Module options include the standard input module (described in detail below); a version with auto muting on the fader for broadcast and other applications; a stereo input, with more limited EQ and the possibility of RIAA equalisation for record decks. On the output side, the choice is between a single or dual output group, the latter giving the full 16 outputs, the former only eight, which is often sufficient. The difference in cost is not very great, though, and I would imagine most people would opt for the dual group option.

Both modules contain two tape monitor inputs which have fader reverse switches on them (more of this later) and can be used as extra inputs at mixdown. I understand that there is now a module available with extra tape monitors for 24-track operation, though the desk is still only a 16-buss design and therefore this is the maximum number of output groups available.

Money is important to most people and the Saber is priced fairly, given the facilities it offers. Being modular, it is possible to buy a larger frame than you need initially and to add modules later; leaving out eight input modules would save about £750, and would cost you about £830 to add later (at current prices). The cheapest recording Saber is the 24:8:16 with analogue VU meters, which costs £6214 (plus VAT), and the most expensive is the 32:16:16 with full patchbay and bargraph meters, at almost £10,000 (all prices exclude VAT). Incidentally, the patchbay adds a cool £2300 to the cost. These are not trivial amounts of money, of course, but if you are considering a console in this class you will probably have an old one to trade in, and will probably expect the Saber to earn you a bob or two. We are into impressing the punters here, and owning a Saber is a lot more prestigious than owning a Seck, however good they undoubtedly are.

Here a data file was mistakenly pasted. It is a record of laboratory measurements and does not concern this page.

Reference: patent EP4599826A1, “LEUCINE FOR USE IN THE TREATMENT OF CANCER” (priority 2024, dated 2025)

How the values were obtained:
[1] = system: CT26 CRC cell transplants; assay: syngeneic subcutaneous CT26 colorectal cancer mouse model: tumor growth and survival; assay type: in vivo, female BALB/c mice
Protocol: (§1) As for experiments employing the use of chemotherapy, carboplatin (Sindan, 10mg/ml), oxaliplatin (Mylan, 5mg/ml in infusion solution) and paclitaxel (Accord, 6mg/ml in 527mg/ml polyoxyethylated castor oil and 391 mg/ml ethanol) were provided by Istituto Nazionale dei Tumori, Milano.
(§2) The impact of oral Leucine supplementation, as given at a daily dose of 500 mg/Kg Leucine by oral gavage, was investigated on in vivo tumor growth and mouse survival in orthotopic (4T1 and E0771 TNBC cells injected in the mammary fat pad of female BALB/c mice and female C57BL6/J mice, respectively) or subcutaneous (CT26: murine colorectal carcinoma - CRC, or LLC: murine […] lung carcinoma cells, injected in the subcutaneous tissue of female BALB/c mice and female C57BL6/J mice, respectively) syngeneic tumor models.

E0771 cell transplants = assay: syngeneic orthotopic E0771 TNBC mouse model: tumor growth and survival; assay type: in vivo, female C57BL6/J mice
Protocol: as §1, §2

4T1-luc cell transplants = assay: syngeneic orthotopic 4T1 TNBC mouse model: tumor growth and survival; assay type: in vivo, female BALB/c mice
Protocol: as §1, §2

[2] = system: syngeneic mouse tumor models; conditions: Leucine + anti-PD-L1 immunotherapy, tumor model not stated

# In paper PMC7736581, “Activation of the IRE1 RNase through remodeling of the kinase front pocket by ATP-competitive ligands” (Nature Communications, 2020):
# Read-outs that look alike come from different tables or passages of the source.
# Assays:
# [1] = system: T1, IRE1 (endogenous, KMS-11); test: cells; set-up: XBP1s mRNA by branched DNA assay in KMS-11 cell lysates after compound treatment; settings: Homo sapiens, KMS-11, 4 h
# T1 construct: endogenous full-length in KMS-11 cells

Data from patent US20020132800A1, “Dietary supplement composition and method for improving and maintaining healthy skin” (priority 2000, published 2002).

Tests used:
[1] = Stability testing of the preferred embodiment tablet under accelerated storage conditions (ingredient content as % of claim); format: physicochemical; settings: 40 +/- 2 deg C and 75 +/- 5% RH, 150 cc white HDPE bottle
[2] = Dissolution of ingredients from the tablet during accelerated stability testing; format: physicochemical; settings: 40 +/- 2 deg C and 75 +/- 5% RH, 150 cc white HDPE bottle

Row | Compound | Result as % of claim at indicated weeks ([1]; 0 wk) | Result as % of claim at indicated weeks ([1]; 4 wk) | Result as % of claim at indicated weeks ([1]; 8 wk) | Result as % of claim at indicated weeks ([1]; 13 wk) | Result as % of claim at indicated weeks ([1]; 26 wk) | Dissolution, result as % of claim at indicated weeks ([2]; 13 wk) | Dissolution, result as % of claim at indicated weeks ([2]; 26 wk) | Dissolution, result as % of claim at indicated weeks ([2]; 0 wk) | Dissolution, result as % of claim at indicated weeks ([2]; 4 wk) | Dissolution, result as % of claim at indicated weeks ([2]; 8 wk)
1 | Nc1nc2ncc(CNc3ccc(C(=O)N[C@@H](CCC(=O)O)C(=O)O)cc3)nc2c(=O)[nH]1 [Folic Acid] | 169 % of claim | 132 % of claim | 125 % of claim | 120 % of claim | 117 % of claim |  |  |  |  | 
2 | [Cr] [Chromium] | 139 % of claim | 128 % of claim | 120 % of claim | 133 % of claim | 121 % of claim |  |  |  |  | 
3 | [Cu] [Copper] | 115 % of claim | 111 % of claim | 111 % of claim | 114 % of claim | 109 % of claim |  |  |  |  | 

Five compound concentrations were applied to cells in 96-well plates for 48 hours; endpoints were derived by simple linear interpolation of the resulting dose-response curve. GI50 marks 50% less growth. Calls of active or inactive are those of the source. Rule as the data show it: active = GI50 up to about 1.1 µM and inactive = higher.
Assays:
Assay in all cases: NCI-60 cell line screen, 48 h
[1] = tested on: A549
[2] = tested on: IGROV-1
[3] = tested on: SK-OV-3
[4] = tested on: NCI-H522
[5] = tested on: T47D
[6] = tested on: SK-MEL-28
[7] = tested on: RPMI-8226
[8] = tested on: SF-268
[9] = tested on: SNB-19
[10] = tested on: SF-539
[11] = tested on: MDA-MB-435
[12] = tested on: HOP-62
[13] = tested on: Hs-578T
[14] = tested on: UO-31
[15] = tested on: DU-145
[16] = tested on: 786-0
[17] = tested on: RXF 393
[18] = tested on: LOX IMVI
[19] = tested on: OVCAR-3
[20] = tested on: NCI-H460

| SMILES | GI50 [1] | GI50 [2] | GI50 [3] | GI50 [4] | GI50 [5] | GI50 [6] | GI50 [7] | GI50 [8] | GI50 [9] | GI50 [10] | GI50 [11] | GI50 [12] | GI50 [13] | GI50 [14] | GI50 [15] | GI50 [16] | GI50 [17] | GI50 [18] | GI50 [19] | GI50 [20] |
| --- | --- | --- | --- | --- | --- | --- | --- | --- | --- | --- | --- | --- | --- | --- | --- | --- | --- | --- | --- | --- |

To my mind the Saber is a very handsome mixer. It is finished in eggshell grey, with light grey knobs and a predominance of red (mute buttons, gains and pans). The recording version comes with a cantilever steel stand, which is non-adjustable and holds the desk at a convenient angle. It is a little taller than I would have preferred. The sides are finished in solid wood, stained dark grey-brown. I must say, having seen only photos of the desk before it arrived, I was surprised at how compact it is. The 32:16:16 version in the medium frame is just 1.5 metres wide. The clever bit is that it feels by no means cramped in operation - everything is well laid out and clearly marked.